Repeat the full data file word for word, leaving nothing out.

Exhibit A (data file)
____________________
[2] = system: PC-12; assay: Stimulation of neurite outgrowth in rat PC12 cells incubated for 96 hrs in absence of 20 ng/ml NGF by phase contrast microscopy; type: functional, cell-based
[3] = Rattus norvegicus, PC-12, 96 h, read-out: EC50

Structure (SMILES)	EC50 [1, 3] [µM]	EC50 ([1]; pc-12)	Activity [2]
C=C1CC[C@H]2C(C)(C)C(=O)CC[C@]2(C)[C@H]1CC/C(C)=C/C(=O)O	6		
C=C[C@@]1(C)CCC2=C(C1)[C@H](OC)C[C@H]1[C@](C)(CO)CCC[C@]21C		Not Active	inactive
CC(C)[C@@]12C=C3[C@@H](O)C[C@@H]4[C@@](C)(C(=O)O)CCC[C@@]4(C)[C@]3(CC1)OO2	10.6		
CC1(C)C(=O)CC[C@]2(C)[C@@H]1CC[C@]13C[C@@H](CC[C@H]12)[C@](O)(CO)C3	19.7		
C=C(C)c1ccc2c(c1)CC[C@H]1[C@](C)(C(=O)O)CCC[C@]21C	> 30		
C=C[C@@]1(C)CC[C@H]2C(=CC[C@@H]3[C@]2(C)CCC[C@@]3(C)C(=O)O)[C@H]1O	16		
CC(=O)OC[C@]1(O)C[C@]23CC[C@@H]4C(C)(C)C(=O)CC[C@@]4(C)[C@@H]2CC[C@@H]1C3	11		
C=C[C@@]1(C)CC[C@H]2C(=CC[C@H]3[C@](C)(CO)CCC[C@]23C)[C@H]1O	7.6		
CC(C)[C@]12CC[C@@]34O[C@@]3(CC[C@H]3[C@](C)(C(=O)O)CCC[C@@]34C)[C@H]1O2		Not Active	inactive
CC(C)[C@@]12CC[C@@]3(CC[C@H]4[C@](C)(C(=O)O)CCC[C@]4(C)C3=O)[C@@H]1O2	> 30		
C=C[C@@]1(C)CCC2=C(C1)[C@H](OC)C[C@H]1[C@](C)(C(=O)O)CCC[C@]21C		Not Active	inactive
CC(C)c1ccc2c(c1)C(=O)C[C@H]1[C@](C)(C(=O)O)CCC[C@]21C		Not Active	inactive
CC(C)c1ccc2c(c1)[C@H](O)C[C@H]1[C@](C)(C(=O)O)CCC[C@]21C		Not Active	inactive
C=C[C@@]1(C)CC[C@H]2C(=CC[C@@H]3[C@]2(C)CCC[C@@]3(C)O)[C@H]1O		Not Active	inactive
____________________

[2] = system: PC-12; assay: Stimulation of neurite outgrowth in rat PC12 cells incubated for 96 hrs in absence of 20 ng/ml NGF by phase contrast microscopy; type: functional, cell-based
[3] = Rattus norvegicus, PC-12, 96 h, read-out: EC50

Structure (SMILES)	EC50 [1, 3] [µM]	EC50 ([1]; pc-12)	Activity [2]
C=C1CC[C@H]2C(C)(C)C(=O)CC[C@]2(C)[C@H]1CC/C(C)=C/C(=O)O	6		
C=C[C@@]1(C)CCC2=C(C1)[C@H](OC)C[C@H]1[C@](C)(CO)CCC[C@]21C		Not Active	inactive
CC(C)[C@@]12C=C3[C@@H](O)C[C@@H]4[C@@](C)(C(=O)O)CCC[C@@]4(C)[C@]3(CC1)OO2	10.6		
CC1(C)C(=O)CC[C@]2(C)[C@@H]1CC[C@]13C[C@@H](CC[C@H]12)[C@](O)(CO)C3	19.7		
C=C(C)c1ccc2c(c1)CC[C@H]1[C@](C)(C(=O)O)CCC[C@]21C	> 30		
C=C[C@@]1(C)CC[C@H]2C(=CC[C@@H]3[C@]2(C)CCC[C@@]3(C)C(=O)O)[C@H]1O	16		
CC(=O)OC[C@]1(O)C[C@]23CC[C@@H]4C(C)(C)C(=O)CC[C@@]4(C)[C@@H]2CC[C@@H]1C3	11		
C=C[C@@]1(C)CC[C@H]2C(=CC[C@H]3[C@](C)(CO)CCC[C@]23C)[C@H]1O	7.6		
CC(C)[C@]12CC[C@@]34O[C@@]3(CC[C@H]3[C@](C)(C(=O)O)CCC[C@@]34C)[C@H]1O2		Not Active	inactive
CC(C)[C@@]12CC[C@@]3(CC[C@H]4[C@](C)(C(=O)O)CCC[C@]4(C)C3=O)[C@@H]1O2	> 30		
C=C[C@@]1(C)CCC2=C(C1)[C@H](OC)C[C@H]1[C@](C)(C(=O)O)CCC[C@]21C		Not Active	inactive
CC(C)c1ccc2c(c1)C(=O)C[C@H]1[C@](C)(C(=O)O)CCC[C@]21C		Not Active	inactive
CC(C)c1ccc2c(c1)[C@H](O)C[C@H]1[C@](C)(C(=O)O)CCC[C@]21C		Not Active	inactive
C=C[C@@]1(C)CC[C@H]2C(=CC[C@@H]3[C@]2(C)CCC[C@@]3(C)O)[C@H]1O		Not Active	inactive